advertisement
advertisement

Karen Stephenson

Survival Skills for Tough Times Karen Stephenson President, NetForm International

Survival Skills for Tough Times

Karen Stephenson

President, NetForm International

advertisement

“The present epoch will perhaps be above all the epoch of space. We are in the epoch of simultaneity: We are in the epoch of juxtaposition, the epoch of the near and far, of the side-by-side, of the dispersed. We are at a moment, I believe, when our experience of the world is less that of a long life developing though time than that of a network that connects points and intersections with its own skein.”
— Michel Foucault, Diacritics, Spring 1986

Surviving the savannahs of the new economy may be just as treacherous as leaping from tree to tree in the jungles of old-economy corporate takeovers. But our ancestors evolved on the savannahs, so perhaps we can learn a few lessons from their experience. First lesson: Look up. Second lesson: Look past. Third lesson: It’s the technology, stupid! With the new tools of a changed economy — laptops, cell phones, pagers — the real workplace is often usurped by virtual work space on the Internet.

Fifteen years ago, Michel Foucault saw the change coming. His philosophical oeuvre traces that transformation from the concept of simple location of the body in 17th-century physics, to a fixed location of a disciplined individual in the 18th century, and finally to the regulated workplace of the 19th century. As befitting any good archaeologist, Foucault field-tested his theory and pieced together a site analysis that included an architectural examination of prisons, factories, asylums, hospitals, and schools.

Each of the institutions he investigated was designed so that its inhabitants were placed in a line of cells or cubicles, side by side, forming a sort of corporate suburb. As a result, each individual became fixed in his place. We can observe this phenomenon today by walking into any corporation or university. Hidden away behind partitioned offices are the modern workforce’s rank and file, who are disciplined by 20th-century corporate architecture to become docile drones, disciplined to serve.

Unwittingly, we have caged and enraged ourselves. The Dilbertian cubicles in which we make our nests are the result of reducing space to its barest economic essentials, just as the production factory eliminated extraneous human movement to ensure robotic efficiency and accuracy. The errors are obvious in hindsight: Managers soon discovered that manufacturing processes benefit more from smarter machines than from another pair of hands. And we found that the deprivation of space sinks a human to a nasty and bureaucratic existence.

Is it any wonder that the vast savannahs of the new economy gave us a sense of newfound freedom? Instead of becoming a vanishing point in a warehouse of cubicles, we’ve become treasure troves of human capital in a new economy. Pundits theorized that the speed of Internet response time compensated for the vast distances between people. We achieved intimacy through immediacy. But that theory was undermined when research indicated that even those who sat in physical proximity continued to communicate through email. The virtual was becoming the preferred mode. Have we substantively moved away from our obsession with real estate to recapture a sense of communal, albeit electronic, flow — something we lost in the fight to claim the corner office?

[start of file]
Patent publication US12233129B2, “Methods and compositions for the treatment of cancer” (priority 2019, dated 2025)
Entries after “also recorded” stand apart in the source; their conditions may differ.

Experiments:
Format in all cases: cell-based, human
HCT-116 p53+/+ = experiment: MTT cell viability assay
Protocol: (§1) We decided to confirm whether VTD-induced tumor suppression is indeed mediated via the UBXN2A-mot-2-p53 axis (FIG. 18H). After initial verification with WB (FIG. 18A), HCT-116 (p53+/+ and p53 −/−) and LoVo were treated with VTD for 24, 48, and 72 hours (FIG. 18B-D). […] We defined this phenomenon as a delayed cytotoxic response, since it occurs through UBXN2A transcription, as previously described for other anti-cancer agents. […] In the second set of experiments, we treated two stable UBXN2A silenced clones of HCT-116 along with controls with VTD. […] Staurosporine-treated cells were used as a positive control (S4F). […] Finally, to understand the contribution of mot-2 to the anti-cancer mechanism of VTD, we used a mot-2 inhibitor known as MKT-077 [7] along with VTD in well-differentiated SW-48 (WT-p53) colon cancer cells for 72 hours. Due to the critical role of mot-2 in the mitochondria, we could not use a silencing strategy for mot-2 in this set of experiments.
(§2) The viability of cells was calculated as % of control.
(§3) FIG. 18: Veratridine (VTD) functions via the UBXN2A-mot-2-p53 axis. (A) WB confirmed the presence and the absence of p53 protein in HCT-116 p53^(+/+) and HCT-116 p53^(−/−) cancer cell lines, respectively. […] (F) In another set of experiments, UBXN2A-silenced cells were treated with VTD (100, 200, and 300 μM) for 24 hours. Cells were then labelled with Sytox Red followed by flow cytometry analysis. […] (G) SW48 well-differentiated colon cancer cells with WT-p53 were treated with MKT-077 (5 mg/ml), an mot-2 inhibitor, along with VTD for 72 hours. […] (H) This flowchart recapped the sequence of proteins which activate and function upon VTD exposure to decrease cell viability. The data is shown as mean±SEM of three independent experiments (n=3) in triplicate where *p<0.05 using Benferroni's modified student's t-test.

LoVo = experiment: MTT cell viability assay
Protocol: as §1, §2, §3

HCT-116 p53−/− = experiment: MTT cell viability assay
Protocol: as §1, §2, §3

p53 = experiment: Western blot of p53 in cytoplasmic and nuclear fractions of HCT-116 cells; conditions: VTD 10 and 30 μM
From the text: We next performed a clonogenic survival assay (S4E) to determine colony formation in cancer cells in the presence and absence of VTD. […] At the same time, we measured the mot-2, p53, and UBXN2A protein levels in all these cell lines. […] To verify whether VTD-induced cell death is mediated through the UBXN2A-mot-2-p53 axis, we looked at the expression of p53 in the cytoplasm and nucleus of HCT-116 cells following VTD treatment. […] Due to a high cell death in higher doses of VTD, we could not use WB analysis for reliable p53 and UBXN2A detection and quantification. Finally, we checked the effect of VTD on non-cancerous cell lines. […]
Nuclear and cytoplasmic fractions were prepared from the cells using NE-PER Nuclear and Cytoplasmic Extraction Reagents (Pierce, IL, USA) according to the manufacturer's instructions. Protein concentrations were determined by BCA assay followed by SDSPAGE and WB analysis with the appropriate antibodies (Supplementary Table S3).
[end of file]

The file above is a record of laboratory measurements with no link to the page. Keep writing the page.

advertisement

I suggest that the new economy has not replaced our primordial need to be between. Rather, the information superhighway cut a swath through our parochial perceptions and permitted a new view from afar. It punctuated the evolutionary path we have traveled and let us see how we fit in space and time. Indeed, we have met a need over the Internet precisely because of the way we live in gated corporate suburbs. But as bland as that environment is, we are not likely to abandon physical propinquity nor our old institutions, because they still meet that primordial need for physical intimacy — that fluid sense of community and belonging that is inexorably linked to the raw territorialism of our hominoid forbearers. Virtuality simply added another dimension to the space-time continuum. It cast a spotlight on the sterile corporate office where a troglodyte bureaucrat trumps an unconventional brain any day of the week.

If this is so, then virtual work becomes very important.

Karen Stephenson is a professor of managment and the president of NetForm, a firm that provides business solutions for locating and leveraging organizations’ most costly asset: human knowledge capital. Internationally recognized in network theory and practice and the recipient of many awards in innovation, Stephenson has coproduced five videos on the subject, has published widely, and has been featured in newspapers and magazines. Her past appointments include 10 years at the UCLA Graduate School of Management, visiting scholar at the MIT Sloan School of Management and visiting professor at the Imperial College at the University of London.

She’s learning:

Patience. Patience. Patience. And she wants it now!

She’s reading:

advertisement